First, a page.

Since ASD in forensic care is poorly researched, clinicians have little in the way of guidance about the interactive strengths and weaknesses of their ASD patients, despite risk reduction work being carried out by means of conversational interactions. This paper demonstrates some key aspects of ASD clinical interactions which may be used to inform treatment strategies elsewhere in the forensic establishment.

Originality/value

By using Baron-Cohen’s empathizing systemizing theory in combination with CA, this paper aims to bring understanding of ASD interaction up to date. This is of particular importance for this poorly researched patient group, who, because of the way in which they differ to standard psychiatric patients, are at risk of being detained for lengthy periods where treatment strategies are not designed to fit their social and communicative profiles.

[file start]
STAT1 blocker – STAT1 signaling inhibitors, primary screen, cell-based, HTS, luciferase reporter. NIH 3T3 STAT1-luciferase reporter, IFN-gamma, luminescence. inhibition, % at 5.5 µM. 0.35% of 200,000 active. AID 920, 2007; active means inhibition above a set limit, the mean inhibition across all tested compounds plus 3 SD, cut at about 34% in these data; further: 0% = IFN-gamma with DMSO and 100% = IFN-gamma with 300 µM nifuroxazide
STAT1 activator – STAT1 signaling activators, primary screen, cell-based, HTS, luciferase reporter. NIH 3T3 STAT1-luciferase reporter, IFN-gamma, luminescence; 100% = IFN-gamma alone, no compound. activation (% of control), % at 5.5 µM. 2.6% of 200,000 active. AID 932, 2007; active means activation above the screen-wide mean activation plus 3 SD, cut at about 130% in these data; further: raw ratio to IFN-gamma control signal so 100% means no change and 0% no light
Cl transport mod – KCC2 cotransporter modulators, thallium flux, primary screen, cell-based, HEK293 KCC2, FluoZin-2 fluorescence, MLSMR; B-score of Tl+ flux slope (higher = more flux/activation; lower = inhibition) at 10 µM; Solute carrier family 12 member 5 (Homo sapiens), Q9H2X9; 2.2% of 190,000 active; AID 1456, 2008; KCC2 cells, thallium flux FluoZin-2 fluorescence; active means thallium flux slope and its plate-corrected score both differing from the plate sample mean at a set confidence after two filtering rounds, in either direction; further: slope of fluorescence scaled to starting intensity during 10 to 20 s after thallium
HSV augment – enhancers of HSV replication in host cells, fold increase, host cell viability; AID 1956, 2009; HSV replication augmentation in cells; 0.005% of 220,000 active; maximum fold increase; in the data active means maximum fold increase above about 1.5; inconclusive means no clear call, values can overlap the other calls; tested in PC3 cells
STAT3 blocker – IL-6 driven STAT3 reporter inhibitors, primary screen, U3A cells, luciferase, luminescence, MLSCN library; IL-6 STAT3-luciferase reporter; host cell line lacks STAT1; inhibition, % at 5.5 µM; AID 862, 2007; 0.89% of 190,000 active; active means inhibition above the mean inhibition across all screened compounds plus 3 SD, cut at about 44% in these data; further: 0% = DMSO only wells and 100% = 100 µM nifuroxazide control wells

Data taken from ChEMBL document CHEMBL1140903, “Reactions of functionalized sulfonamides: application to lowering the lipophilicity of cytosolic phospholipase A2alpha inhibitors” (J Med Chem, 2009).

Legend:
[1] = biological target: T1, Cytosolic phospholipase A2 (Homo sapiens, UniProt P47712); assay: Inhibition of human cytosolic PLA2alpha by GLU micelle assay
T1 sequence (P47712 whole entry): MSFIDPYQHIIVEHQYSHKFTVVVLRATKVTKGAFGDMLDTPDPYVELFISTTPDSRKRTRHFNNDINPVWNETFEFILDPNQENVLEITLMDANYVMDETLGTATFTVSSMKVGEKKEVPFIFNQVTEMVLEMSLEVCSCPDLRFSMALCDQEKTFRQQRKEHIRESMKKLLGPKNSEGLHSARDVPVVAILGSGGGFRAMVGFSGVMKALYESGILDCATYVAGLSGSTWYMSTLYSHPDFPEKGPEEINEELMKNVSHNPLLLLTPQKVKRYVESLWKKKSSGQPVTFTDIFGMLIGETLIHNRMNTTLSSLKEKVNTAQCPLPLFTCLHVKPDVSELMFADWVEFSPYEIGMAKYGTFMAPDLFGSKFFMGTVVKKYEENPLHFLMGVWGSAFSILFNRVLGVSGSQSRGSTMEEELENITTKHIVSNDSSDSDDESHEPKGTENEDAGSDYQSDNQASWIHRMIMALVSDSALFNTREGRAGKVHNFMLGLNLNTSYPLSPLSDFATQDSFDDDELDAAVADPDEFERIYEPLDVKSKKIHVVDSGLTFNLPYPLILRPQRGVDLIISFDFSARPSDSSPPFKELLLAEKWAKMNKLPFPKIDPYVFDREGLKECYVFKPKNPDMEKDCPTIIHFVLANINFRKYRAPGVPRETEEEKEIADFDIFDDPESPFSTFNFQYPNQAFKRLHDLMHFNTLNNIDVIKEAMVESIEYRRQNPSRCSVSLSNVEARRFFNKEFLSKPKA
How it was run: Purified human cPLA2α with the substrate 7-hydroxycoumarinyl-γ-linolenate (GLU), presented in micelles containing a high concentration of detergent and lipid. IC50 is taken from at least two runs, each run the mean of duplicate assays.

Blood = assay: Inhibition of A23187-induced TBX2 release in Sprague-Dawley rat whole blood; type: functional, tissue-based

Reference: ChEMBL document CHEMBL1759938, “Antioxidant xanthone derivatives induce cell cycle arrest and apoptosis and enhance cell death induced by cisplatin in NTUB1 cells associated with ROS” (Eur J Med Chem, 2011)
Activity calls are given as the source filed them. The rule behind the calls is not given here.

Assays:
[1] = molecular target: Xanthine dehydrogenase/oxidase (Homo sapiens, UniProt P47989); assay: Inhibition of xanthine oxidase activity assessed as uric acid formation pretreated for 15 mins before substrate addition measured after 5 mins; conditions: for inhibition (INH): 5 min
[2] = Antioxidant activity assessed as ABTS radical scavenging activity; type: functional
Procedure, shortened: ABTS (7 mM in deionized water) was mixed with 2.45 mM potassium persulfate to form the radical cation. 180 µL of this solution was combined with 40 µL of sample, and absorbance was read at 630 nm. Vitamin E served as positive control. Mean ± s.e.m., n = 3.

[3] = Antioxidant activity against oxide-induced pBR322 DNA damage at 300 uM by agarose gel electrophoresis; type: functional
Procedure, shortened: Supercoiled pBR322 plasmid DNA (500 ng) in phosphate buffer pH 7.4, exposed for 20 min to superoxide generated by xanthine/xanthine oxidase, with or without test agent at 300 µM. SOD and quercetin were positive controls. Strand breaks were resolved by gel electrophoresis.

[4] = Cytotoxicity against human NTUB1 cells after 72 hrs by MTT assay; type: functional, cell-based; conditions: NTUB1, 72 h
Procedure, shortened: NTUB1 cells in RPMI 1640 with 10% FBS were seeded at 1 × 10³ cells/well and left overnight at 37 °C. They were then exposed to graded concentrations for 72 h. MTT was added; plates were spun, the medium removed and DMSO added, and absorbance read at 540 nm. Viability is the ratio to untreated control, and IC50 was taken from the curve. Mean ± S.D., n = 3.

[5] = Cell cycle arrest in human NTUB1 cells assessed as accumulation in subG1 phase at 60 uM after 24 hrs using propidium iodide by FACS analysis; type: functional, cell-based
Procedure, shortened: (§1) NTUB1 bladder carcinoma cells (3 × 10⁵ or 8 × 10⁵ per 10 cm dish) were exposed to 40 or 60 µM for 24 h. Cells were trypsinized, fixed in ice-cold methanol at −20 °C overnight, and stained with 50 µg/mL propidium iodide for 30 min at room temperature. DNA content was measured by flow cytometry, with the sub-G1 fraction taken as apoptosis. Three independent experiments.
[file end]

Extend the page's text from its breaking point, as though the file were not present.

Details

Advances in Autism, vol. 2 no. 4
Type: Research Article
ISSN: 2056-3868

Keywords

1 – 10 of 118